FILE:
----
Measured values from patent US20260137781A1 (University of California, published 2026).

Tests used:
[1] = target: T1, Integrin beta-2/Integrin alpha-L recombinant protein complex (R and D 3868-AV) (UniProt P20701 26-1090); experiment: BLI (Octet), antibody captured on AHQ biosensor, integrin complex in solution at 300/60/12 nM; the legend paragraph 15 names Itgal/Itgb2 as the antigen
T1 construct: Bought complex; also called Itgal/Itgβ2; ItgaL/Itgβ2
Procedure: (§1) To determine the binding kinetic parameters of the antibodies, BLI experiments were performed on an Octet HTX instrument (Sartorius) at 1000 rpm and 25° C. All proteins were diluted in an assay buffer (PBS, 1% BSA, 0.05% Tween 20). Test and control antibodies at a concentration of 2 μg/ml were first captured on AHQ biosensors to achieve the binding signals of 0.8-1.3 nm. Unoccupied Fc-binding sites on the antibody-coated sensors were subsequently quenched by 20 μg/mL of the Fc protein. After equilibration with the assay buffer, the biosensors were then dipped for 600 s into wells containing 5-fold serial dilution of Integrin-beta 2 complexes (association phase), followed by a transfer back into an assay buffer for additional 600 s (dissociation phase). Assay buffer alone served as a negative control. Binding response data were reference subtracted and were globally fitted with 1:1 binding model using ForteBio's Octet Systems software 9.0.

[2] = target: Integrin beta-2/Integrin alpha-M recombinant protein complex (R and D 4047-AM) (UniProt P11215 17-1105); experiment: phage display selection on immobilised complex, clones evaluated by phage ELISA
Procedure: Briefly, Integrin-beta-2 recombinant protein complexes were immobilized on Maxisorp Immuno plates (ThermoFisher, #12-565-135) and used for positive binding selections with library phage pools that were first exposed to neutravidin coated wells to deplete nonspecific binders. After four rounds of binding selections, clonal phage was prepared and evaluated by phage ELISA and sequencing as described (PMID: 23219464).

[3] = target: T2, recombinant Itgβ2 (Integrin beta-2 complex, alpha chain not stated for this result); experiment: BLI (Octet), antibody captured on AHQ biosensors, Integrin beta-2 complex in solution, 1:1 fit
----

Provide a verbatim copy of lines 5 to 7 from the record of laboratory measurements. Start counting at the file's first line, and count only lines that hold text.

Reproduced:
Procedure: (§1) To determine the binding kinetic parameters of the antibodies, BLI experiments were performed on an Octet HTX instrument (Sartorius) at 1000 rpm and 25° C. All proteins were diluted in an assay buffer (PBS, 1% BSA, 0.05% Tween 20). Test and control antibodies at a concentration of 2 μg/ml were first captured on AHQ biosensors to achieve the binding signals of 0.8-1.3 nm. Unoccupied Fc-binding sites on the antibody-coated sensors were subsequently quenched by 20 μg/mL of the Fc protein. After equilibration with the assay buffer, the biosensors were then dipped for 600 s into wells containing 5-fold serial dilution of Integrin-beta 2 complexes (association phase), followed by a transfer back into an assay buffer for additional 600 s (dissociation phase). Assay buffer alone served as a negative control. Binding response data were reference subtracted and were globally fitted with 1:1 binding model using ForteBio's Octet Systems software 9.0.

[2] = target: Integrin beta-2/Integrin alpha-M recombinant protein complex (R and D 4047-AM) (UniProt P11215 17-1105); experiment: phage display selection on immobilised complex, clones evaluated by phage ELISA
Procedure: Briefly, Integrin-beta-2 recombinant protein complexes were immobilized on Maxisorp Immuno plates (ThermoFisher, #12-565-135) and used for positive binding selections with library phage pools that were first exposed to neutravidin coated wells to deplete nonspecific binders. After four rounds of binding selections, clonal phage was prepared and evaluated by phage ELISA and sequencing as described (PMID: 23219464).